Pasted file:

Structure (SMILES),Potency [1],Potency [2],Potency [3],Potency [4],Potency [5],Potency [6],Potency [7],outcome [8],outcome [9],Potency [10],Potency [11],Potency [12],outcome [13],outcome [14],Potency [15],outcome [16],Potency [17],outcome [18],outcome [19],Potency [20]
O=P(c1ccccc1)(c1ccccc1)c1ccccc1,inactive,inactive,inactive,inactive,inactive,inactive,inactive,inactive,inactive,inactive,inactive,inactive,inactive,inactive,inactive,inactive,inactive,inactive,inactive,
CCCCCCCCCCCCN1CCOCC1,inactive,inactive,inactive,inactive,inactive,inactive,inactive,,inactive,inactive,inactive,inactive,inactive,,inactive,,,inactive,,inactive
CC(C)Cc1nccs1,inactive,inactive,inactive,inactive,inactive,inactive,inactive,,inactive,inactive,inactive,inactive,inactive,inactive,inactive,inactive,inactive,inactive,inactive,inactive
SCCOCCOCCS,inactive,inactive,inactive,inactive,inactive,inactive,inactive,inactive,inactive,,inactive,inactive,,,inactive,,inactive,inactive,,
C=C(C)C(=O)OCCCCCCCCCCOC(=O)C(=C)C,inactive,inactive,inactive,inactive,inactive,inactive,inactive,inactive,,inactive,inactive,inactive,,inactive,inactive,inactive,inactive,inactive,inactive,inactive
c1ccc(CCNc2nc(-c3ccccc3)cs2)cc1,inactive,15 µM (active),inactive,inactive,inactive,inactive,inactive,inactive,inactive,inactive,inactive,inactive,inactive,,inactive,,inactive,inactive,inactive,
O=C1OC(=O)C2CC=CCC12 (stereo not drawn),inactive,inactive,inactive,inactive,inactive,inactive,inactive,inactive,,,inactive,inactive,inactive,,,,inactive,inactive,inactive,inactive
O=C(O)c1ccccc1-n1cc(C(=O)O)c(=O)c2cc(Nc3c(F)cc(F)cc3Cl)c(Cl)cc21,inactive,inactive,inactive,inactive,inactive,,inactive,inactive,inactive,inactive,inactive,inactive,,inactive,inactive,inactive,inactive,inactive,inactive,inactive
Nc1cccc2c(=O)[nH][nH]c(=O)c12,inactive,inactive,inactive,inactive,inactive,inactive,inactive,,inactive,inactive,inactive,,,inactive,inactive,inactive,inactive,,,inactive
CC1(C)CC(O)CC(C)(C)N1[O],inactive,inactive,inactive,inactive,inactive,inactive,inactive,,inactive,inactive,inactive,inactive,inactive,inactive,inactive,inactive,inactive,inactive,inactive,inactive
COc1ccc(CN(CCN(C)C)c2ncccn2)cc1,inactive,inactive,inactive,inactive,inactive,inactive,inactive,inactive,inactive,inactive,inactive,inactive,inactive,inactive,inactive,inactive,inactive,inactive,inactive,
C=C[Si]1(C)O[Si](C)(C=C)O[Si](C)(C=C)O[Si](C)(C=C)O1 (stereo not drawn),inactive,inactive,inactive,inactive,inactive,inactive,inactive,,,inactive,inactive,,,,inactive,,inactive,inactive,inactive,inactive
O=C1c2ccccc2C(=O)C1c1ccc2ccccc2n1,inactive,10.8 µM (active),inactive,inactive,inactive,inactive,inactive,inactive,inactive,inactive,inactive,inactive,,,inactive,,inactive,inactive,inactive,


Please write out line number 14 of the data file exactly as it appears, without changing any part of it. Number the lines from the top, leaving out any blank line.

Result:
O=C1c2ccccc2C(=O)C1c1ccc2ccccc2n1,inactive,10.8 µM (active),inactive,inactive,inactive,inactive,inactive,inactive,inactive,inactive,inactive,inactive,,,inactive,,inactive,inactive,inactive,